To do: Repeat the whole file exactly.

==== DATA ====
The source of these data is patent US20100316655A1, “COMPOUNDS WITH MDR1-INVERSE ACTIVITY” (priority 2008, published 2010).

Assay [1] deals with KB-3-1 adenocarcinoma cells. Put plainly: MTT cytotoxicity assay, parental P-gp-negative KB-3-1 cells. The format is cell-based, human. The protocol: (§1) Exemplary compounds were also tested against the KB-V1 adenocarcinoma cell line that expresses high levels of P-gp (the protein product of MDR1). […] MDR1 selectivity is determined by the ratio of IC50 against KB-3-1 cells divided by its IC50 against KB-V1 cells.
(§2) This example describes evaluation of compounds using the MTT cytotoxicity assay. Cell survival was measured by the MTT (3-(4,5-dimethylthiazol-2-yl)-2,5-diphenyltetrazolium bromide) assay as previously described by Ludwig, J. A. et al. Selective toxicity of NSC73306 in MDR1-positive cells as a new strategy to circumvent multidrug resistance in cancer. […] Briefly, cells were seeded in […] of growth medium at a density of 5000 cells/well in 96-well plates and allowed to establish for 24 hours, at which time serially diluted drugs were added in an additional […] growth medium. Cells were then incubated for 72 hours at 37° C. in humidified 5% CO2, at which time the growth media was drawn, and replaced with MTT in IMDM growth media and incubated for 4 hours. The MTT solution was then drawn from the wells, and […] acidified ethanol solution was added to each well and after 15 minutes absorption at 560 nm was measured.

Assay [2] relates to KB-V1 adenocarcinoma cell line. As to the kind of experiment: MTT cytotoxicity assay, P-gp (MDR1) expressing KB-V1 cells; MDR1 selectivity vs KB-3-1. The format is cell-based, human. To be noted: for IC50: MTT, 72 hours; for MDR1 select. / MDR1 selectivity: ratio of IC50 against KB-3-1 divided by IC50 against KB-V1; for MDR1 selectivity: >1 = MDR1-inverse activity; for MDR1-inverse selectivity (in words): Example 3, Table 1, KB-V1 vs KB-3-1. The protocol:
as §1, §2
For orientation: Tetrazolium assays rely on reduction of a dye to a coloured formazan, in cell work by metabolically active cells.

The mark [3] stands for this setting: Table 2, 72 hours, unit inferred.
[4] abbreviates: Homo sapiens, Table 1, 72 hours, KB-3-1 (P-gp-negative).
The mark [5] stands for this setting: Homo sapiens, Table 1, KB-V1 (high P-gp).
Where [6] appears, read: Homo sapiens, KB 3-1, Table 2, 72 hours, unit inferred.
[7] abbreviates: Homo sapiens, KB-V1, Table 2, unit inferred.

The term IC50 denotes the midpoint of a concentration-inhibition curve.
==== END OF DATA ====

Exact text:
The source of these data is patent US20100316655A1, “COMPOUNDS WITH MDR1-INVERSE ACTIVITY” (priority 2008, published 2010).

Assay [1] deals with KB-3-1 adenocarcinoma cells. Put plainly: MTT cytotoxicity assay, parental P-gp-negative KB-3-1 cells. The format is cell-based, human. The protocol: (§1) Exemplary compounds were also tested against the KB-V1 adenocarcinoma cell line that expresses high levels of P-gp (the protein product of MDR1). […] MDR1 selectivity is determined by the ratio of IC50 against KB-3-1 cells divided by its IC50 against KB-V1 cells.
(§2) This example describes evaluation of compounds using the MTT cytotoxicity assay. Cell survival was measured by the MTT (3-(4,5-dimethylthiazol-2-yl)-2,5-diphenyltetrazolium bromide) assay as previously described by Ludwig, J. A. et al. Selective toxicity of NSC73306 in MDR1-positive cells as a new strategy to circumvent multidrug resistance in cancer. […] Briefly, cells were seeded in […] of growth medium at a density of 5000 cells/well in 96-well plates and allowed to establish for 24 hours, at which time serially diluted drugs were added in an additional […] growth medium. Cells were then incubated for 72 hours at 37° C. in humidified 5% CO2, at which time the growth media was drawn, and replaced with MTT in IMDM growth media and incubated for 4 hours. The MTT solution was then drawn from the wells, and […] acidified ethanol solution was added to each well and after 15 minutes absorption at 560 nm was measured.

Assay [2] relates to KB-V1 adenocarcinoma cell line. As to the kind of experiment: MTT cytotoxicity assay, P-gp (MDR1) expressing KB-V1 cells; MDR1 selectivity vs KB-3-1. The format is cell-based, human. To be noted: for IC50: MTT, 72 hours; for MDR1 select. / MDR1 selectivity: ratio of IC50 against KB-3-1 divided by IC50 against KB-V1; for MDR1 selectivity: >1 = MDR1-inverse activity; for MDR1-inverse selectivity (in words): Example 3, Table 1, KB-V1 vs KB-3-1. The protocol:
as §1, §2
For orientation: Tetrazolium assays rely on reduction of a dye to a coloured formazan, in cell work by metabolically active cells.

The mark [3] stands for this setting: Table 2, 72 hours, unit inferred.
[4] abbreviates: Homo sapiens, Table 1, 72 hours, KB-3-1 (P-gp-negative).
The mark [5] stands for this setting: Homo sapiens, Table 1, KB-V1 (high P-gp).
Where [6] appears, read: Homo sapiens, KB 3-1, Table 2, 72 hours, unit inferred.
[7] abbreviates: Homo sapiens, KB-V1, Table 2, unit inferred.

The term IC50 denotes the midpoint of a concentration-inhibition curve.